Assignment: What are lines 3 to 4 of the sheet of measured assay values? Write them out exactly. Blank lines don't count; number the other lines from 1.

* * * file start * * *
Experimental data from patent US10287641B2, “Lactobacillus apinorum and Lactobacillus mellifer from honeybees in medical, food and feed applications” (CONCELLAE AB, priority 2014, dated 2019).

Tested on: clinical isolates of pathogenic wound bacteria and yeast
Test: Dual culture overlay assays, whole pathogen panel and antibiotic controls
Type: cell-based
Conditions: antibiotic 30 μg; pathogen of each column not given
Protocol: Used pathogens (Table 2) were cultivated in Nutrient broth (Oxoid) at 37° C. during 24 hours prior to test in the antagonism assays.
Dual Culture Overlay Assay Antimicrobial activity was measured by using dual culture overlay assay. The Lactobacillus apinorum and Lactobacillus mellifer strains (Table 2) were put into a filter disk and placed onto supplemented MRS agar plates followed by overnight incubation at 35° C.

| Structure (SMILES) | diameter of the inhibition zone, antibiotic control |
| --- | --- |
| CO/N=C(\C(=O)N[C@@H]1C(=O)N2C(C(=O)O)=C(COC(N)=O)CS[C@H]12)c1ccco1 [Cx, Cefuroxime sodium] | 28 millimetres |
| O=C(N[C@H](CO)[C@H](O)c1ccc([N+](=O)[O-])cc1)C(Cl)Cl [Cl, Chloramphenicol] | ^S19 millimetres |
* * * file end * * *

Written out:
Test: Dual culture overlay assays, whole pathogen panel and antibiotic controls
Type: cell-based